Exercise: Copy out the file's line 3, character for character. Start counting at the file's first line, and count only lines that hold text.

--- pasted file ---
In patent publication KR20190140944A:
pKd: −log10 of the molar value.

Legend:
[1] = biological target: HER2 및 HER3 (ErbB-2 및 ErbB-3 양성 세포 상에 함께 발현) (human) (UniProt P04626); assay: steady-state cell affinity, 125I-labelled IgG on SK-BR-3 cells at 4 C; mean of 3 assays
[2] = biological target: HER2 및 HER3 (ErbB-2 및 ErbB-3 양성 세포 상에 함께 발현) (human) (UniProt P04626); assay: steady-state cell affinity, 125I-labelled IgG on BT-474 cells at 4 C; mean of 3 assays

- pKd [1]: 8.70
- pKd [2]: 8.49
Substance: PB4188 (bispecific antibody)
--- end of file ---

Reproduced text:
Legend: